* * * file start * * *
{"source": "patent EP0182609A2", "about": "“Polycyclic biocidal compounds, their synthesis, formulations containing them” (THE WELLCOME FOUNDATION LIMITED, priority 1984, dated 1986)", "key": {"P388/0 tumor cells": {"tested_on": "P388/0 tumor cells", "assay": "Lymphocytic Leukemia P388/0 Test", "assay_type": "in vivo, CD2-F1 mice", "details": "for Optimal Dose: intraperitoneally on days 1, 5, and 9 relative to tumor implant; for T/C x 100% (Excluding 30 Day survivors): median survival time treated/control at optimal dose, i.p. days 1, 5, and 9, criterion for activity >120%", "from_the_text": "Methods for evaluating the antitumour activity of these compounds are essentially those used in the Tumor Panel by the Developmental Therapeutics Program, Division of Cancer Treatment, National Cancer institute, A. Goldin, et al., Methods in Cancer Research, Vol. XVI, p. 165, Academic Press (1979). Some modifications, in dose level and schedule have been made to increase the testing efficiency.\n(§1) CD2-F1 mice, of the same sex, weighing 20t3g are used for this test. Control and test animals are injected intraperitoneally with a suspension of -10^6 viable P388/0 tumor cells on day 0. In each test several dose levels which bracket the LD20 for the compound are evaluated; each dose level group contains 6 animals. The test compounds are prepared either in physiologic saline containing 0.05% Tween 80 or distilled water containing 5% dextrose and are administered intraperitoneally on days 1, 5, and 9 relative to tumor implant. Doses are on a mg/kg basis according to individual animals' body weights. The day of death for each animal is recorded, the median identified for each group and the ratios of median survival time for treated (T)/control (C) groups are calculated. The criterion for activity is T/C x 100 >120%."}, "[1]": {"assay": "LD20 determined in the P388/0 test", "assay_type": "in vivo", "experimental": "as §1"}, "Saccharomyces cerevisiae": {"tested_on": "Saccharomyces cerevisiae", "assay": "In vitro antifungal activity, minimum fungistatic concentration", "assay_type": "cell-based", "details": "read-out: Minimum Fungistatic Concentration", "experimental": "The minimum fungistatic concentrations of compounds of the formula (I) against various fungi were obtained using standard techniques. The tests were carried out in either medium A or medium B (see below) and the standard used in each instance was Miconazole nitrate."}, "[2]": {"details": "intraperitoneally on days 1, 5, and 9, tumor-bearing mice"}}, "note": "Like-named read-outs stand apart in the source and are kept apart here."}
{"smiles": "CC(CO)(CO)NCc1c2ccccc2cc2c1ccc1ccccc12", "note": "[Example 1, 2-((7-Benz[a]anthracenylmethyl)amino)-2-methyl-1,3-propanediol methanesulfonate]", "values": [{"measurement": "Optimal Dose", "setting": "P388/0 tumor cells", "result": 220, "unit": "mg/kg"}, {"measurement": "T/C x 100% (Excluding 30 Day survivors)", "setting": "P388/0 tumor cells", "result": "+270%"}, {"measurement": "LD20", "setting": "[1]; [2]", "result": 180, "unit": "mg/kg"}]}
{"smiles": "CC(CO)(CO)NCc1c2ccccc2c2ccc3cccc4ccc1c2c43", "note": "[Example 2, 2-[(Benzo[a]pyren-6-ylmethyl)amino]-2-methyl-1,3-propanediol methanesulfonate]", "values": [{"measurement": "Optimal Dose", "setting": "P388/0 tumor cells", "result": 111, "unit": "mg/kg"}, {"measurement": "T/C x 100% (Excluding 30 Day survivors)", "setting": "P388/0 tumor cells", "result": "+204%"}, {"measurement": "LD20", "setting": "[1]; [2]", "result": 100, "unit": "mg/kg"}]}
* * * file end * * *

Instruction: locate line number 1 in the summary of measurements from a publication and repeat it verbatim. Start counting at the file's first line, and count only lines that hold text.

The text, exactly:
{"source": "patent EP0182609A2", "about": "“Polycyclic biocidal compounds, their synthesis, formulations containing them” (THE WELLCOME FOUNDATION LIMITED, priority 1984, dated 1986)", "key": {"P388/0 tumor cells": {"tested_on": "P388/0 tumor cells", "assay": "Lymphocytic Leukemia P388/0 Test", "assay_type": "in vivo, CD2-F1 mice", "details": "for Optimal Dose: intraperitoneally on days 1, 5, and 9 relative to tumor implant; for T/C x 100% (Excluding 30 Day survivors): median survival time treated/control at optimal dose, i.p. days 1, 5, and 9, criterion for activity >120%", "from_the_text": "Methods for evaluating the antitumour activity of these compounds are essentially those used in the Tumor Panel by the Developmental Therapeutics Program, Division of Cancer Treatment, National Cancer institute, A. Goldin, et al., Methods in Cancer Research, Vol. XVI, p. 165, Academic Press (1979). Some modifications, in dose level and schedule have been made to increase the testing efficiency.\n(§1) CD2-F1 mice, of the same sex, weighing 20t3g are used for this test. Control and test animals are injected intraperitoneally with a suspension of -10^6 viable P388/0 tumor cells on day 0. In each test several dose levels which bracket the LD20 for the compound are evaluated; each dose level group contains 6 animals. The test compounds are prepared either in physiologic saline containing 0.05% Tween 80 or distilled water containing 5% dextrose and are administered intraperitoneally on days 1, 5, and 9 relative to tumor implant. Doses are on a mg/kg basis according to individual animals' body weights. The day of death for each animal is recorded, the median identified for each group and the ratios of median survival time for treated (T)/control (C) groups are calculated. The criterion for activity is T/C x 100 >120%."}, "[1]": {"assay": "LD20 determined in the P388/0 test", "assay_type": "in vivo", "experimental": "as §1"}, "Saccharomyces cerevisiae": {"tested_on": "Saccharomyces cerevisiae", "assay": "In vitro antifungal activity, minimum fungistatic concentration", "assay_type": "cell-based", "details": "read-out: Minimum Fungistatic Concentration", "experimental": "The minimum fungistatic concentrations of compounds of the formula (I) against various fungi were obtained using standard techniques. The tests were carried out in either medium A or medium B (see below) and the standard used in each instance was Miconazole nitrate."}, "[2]": {"details": "intraperitoneally on days 1, 5, and 9, tumor-bearing mice"}}, "note": "Like-named read-outs stand apart in the source and are kept apart here."}